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18

Chapter 2

Solving for x, we get x=[15+(15×15+4×0.226×195)1/2]/(2×0.226)=77.5 Therefore, the viscosity is 77.5 SSU. 2.4.1 Viscosity Variation with Temperature The viscosity of a liquid decreases as the liquid temperature increases and vice versa. For gases, the viscosity increases with temperature. Thus, if the viscosity of a liquid at 60°F is 35 cSt, as the temperature increases to 100°F, the viscosity could drop to a value of 15 cSt. The variation of liquid viscosity with temperature is not linear, unlike the variation of specific gravity with temperature discussed in Section 2.3.1. The variation of viscosity with temperature is found to be logarithmic in nature. Mathematically, we can state the following: Loge(ν)=A-B(T)

(2.12)

where ν=Viscosity of liquid, cSt T=Absolute temperature, °R or °K T=(t+460)°R if t is in °F

(2.13)

T=(t+273)°K if t is in °C

(2.14)

A and B are constants that depend on the specific liquid. It can be seen from Equation (2.12) that a graphic plot of loge(ν) against the temperature T will result in a straight line with a slope of -B. Therefore, if we have two sets of viscosity versus temperature values for a liquid we can determine the values of A and B by substituting the viscosity and temperature values in Equation (2.12). Once A and B are known we can calculate the viscosity at any other temperature using Equation (2.12). An example will illustrate this. Example Problem 2.5 Suppose we are given the viscosities of a liquid at 60°F and 100°F as 43 cSt and 10 cSt. What is the viscosity at 80°F? Solution We will use Equation (2.12) to calculate the values of A and B first: Loge(43)=A-B(60+460)

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Properties of Liquids

19

and Loge(10)=A-B(100+460) Solving the above two equations for A and B results in A=22.7232 B=0.0365 Having found A and B, we can now calculate the viscosity of this liquid at any other temperature using Equation (2.12). To calculate the viscosity at 80°F: Loge(ν)=22.7232–0.0365(80+460)=3.0132 Viscosity at 80°F=20.35 cSt In addition to Equation (2.12), several researchers have put forth various equations that attempt to correlate the viscosity variation of petroleum liquids with temperature. The most popular and accurate of the formulas is the one known as the ASTM method. In this method, also known as the ASTM D341 chart method, special graph paper with logarithmic scales is used to plot the viscosity of a liquid at two known temperatures. Once the two points are plotted on the chart and a line drawn connecting them, the viscosity at any intermediate temperature can be interpolated. To some extent, values of viscosity may also be extrapolated from this chart. This is shown in Figure 2.1. In the following paragraphs we discuss how to calculate the viscosity variations with temperature, using the ASTM method, without using the special logarithmic graph paper. Log Log(Z)=A-B Log(T)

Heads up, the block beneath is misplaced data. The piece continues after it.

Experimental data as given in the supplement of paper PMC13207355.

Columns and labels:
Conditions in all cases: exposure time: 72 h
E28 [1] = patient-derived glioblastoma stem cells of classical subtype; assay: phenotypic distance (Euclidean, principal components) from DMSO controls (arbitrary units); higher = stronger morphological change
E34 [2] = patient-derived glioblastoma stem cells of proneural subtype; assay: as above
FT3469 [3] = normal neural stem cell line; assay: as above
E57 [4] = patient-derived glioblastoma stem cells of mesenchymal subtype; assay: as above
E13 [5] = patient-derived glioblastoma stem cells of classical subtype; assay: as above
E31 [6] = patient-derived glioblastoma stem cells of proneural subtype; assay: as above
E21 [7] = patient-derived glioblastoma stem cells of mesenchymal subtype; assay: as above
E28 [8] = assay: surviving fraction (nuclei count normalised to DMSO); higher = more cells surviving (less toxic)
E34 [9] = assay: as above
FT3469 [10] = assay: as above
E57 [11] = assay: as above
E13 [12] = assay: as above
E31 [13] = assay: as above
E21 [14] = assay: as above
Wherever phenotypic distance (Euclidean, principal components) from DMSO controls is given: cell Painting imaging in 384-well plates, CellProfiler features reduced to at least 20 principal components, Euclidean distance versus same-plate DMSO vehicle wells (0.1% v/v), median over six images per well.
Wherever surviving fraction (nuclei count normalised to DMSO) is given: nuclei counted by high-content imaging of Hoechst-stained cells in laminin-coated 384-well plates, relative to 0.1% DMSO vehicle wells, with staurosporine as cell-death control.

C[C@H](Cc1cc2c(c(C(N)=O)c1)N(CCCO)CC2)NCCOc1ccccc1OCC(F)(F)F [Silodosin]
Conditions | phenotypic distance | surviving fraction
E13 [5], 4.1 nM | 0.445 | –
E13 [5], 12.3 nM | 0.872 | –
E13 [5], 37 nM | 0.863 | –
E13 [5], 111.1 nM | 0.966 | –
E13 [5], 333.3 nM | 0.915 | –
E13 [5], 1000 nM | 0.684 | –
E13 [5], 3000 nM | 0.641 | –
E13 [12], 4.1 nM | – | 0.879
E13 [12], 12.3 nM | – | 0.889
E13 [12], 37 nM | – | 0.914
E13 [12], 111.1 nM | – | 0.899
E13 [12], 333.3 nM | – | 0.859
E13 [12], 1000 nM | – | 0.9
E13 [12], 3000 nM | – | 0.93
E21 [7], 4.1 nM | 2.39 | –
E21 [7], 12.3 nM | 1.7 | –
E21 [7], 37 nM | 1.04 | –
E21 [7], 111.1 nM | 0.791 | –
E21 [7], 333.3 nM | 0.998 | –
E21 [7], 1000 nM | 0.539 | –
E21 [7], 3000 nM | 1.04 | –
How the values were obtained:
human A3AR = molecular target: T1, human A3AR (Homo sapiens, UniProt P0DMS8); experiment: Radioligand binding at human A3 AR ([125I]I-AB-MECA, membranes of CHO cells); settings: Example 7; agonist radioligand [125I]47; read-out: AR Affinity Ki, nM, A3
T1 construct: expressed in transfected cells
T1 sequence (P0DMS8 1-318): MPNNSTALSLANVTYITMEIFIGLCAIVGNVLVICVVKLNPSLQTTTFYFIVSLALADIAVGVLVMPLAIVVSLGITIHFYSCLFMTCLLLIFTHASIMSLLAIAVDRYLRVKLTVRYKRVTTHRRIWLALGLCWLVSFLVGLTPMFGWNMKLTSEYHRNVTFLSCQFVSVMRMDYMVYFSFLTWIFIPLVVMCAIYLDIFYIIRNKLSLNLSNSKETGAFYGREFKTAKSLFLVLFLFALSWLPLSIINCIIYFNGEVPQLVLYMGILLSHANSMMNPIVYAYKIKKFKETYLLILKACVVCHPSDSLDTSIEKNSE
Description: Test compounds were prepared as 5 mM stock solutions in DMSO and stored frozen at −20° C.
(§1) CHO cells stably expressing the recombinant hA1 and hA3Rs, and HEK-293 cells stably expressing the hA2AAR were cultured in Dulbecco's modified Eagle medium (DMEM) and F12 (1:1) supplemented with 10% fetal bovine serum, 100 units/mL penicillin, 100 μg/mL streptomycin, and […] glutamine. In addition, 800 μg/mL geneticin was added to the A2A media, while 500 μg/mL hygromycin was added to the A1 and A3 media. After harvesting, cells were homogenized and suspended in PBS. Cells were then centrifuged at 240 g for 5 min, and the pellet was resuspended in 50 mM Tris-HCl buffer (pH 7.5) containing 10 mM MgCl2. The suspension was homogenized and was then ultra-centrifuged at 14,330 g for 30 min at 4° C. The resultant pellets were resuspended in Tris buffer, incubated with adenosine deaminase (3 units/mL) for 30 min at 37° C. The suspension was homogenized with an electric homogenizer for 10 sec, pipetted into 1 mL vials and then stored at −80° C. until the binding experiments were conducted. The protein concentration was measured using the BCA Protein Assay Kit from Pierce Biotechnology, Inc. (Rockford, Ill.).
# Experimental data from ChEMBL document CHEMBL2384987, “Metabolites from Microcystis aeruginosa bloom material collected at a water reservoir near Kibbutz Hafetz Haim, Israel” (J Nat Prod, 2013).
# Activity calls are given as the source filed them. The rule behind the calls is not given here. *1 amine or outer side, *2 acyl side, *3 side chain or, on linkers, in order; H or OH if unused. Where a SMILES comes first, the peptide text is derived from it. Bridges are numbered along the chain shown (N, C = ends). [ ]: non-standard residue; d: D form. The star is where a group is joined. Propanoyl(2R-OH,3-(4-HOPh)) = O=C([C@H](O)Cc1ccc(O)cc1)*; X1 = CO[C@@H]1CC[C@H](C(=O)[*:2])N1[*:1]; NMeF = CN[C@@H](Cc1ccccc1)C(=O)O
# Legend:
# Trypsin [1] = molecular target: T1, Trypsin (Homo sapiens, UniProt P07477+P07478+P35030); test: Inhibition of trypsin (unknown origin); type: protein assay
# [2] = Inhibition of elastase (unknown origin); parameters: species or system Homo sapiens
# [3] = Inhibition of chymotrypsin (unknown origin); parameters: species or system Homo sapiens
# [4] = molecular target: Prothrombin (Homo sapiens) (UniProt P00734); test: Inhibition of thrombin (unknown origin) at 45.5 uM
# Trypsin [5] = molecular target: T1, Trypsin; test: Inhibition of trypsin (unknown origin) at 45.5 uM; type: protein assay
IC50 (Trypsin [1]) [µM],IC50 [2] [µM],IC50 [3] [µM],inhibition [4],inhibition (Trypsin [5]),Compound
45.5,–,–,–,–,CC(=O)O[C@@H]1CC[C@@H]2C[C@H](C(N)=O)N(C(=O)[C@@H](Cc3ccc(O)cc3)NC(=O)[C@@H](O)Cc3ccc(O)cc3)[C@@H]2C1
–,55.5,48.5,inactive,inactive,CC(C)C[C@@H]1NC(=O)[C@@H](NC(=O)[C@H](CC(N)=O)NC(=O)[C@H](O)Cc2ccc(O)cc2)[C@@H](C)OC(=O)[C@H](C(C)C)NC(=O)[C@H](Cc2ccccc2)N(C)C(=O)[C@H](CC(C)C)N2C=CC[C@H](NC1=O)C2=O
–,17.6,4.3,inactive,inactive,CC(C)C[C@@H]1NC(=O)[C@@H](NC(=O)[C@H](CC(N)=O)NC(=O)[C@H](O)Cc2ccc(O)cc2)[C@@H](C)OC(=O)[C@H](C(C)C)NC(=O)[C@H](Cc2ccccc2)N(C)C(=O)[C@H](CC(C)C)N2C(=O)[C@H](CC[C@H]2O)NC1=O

(2.15)

where Log=logarithm to base 10 Z depends on the viscosity of the liquid ν ν=viscosity of liquid, cSt T=Absolute temperature, °R or K A and B are constants that depend on the specific liquid. The variable Z is defined as follows: Z=(ν+0.7+C-D)

(2.16)

where C and D are C=exp[-1.14883–2.65868(ν)]